Archive for the ‘multicultural’ Category

I’ve been sitting her thinking of something very profound to say.  It is Black History Month after all.  I was looking for things to push up to the sun and celebrate.  I was looking for these great achievements.  And I got more and more sad and stuck. So I thought I’d share my ten top wishes with you

  1. I wish that we as Black adults would apologize to our children for somehow leaving them the impression that we had arrived.
  2. I wish that we as Black people would take responsibility for teaching our children their history, and not leaving it White educators.  Schools have their place.  Do your job. That is why our kids think that the “N” word is cool!
  3. I wish we could truly understand how coupling education with property taxes cripples our children.
  4. I really wish that rappers, entertainers, and athletes with money begin investing in our children’s education.  Open schools!
  5. I wish they’d find me something other than a White savior…one who looks more like me.
  6. I wish we could find more rounded stories of our history to recreate in the form of a movie.  Give me some balance.  There must be other stories you could find.
  7. I wish I could hug the creators of the two biracial advertisements. One is with the cereal. The other is with the swift-duster.
  8. I wish our school choirs and choruses would inject one or two African American songs in their repertoire.  Not the same tired Negro Spirituals.  It just might encourage my kids to join and parents to attend.
  9. I wish we would stop parading ourselves with food and song & dance every February, for some idiots to pat us on the back.  Stop shining shoes!
  10. Did I mention that I wish my Savior looked a bit more like me.  Little dark tan and rounded nose would help.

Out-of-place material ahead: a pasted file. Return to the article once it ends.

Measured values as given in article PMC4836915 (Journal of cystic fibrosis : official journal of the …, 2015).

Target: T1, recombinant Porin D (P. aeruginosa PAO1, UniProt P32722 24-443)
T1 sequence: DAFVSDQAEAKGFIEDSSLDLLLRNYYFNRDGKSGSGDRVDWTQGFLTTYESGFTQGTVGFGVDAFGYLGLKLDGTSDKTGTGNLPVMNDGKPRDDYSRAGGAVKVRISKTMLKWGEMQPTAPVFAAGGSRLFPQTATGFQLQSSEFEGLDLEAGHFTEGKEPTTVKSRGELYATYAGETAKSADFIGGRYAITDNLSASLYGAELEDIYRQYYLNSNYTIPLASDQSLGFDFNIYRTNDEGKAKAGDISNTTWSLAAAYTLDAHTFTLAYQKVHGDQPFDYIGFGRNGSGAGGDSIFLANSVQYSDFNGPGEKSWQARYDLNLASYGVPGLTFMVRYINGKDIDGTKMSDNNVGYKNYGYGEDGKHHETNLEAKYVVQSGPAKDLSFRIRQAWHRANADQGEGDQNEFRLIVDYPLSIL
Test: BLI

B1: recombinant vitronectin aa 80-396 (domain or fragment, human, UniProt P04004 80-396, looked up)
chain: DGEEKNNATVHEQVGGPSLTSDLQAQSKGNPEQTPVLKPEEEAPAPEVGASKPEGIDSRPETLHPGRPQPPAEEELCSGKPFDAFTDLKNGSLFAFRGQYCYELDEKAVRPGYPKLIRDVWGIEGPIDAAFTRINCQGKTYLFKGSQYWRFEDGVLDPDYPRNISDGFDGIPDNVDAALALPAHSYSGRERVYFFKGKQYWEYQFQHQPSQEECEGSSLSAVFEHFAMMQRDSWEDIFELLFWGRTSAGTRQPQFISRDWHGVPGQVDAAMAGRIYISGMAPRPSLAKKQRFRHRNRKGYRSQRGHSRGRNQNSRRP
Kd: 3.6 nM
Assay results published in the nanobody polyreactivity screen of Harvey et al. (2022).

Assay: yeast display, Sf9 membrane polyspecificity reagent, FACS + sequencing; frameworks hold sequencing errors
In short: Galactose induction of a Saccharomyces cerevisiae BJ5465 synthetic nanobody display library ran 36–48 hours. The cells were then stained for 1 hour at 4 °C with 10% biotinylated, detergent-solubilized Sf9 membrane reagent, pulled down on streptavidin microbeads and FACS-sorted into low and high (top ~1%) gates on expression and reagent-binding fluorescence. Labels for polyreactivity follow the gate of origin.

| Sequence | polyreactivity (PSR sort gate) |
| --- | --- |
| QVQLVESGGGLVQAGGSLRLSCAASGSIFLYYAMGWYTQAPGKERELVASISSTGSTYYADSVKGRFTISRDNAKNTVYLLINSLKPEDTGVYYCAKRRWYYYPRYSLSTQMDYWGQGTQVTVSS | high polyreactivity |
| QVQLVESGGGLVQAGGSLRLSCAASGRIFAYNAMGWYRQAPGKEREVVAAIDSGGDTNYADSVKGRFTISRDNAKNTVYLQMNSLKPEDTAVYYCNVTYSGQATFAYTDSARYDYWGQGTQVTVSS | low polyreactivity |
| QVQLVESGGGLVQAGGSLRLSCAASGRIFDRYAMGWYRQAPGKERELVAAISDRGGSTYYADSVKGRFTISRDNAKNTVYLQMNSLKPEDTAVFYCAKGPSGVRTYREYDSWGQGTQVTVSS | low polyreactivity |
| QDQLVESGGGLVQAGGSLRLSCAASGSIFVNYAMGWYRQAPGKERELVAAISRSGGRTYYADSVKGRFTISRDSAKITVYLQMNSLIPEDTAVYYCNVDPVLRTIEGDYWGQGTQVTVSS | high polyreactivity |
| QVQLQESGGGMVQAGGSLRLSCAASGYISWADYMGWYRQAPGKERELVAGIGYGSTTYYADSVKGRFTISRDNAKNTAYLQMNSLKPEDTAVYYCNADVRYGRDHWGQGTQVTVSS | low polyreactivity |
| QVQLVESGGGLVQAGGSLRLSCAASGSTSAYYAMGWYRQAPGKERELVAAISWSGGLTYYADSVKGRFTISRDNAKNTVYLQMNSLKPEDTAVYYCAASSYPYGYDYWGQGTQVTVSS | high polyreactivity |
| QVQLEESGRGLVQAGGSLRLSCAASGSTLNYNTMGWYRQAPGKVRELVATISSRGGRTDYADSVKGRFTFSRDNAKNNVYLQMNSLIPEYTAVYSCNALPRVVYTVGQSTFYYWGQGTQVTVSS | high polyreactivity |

But I’m not going to hold my breath.  I have not seen evidence of us jogging just yet. We’re still in the walking chair.

Read Full Post »

  1. The challenge you/we have is earlier. Our kids’ initial contact with the system is around 13 – 14.  Since that is the “initial contact” point – then the “warm-up” or preparation is much earlier (possible 5 – 6 yrs old).  So these “initial patterns” are seeding much earlier.  Part of this has to do with deficit self- and cultural-identity models.  These are developed very early in life – but that is another conversation.
  2. Education has to be relevant to (a) life experiences, and (b) the projection of life experiences.  The lack of relevance in our current education system to these children’s lives (who they are, where they are, where they see themselves going) serves to keep #1 (above) as “normal.”
  3. Because our penal system is based on a “business model,” there is no incentive to decrease the prison population.  It pays us to jail them.
  4. Because there is financial reward, vis-a-vis census, in building prisons in rural areas (we get the numbers while retaining the politics of “safety”), there is no incentive/reason/cost to stop.
  5. See “The Delinquents” – a program done by 60 Minutes on the consequences following the removal of elephant bulls from the pack.  Briefly:  Without checks & balances, young children become “adultified” – increases in testosterone, estrogen, et cetera.  They become sexual very early.  They become aggressive.  Removing adults from the environment leaves a void that will be filled.  Voids are “always” filled!  You may not like what it’s filled with, but it will be filled.  See Chicago: With the increased incarceration of the gang leaders, our kids are blindly killing themselves and each other.  VOIDS WILL BE FILLED.
  6. Now we come to post-incarceration job opportunities.  Color is a factor.  Everything being equal, there is a different internal (guttural) impact that Barry Bonds has on the “hiring” population than Roger Clements has on that same population.  This is natural.  We may not like it – but there are many things we do not like that are what they are.  Do not harp on it.  Do not make it the central course.  Simply recognize that race is a factor.  Access is a factor.  Education is a factor.  Financial solvency is a factor.  This is as true for 2013, as it was for 1850.

So you will have to (a) identify, through research, those areas, jobs, business people who would be most present to offering jobs – not a second chance…a job.  What are the personality characteristics that would lend someone to be willing to engage in this process…to be willing to offer an ex-convict a job?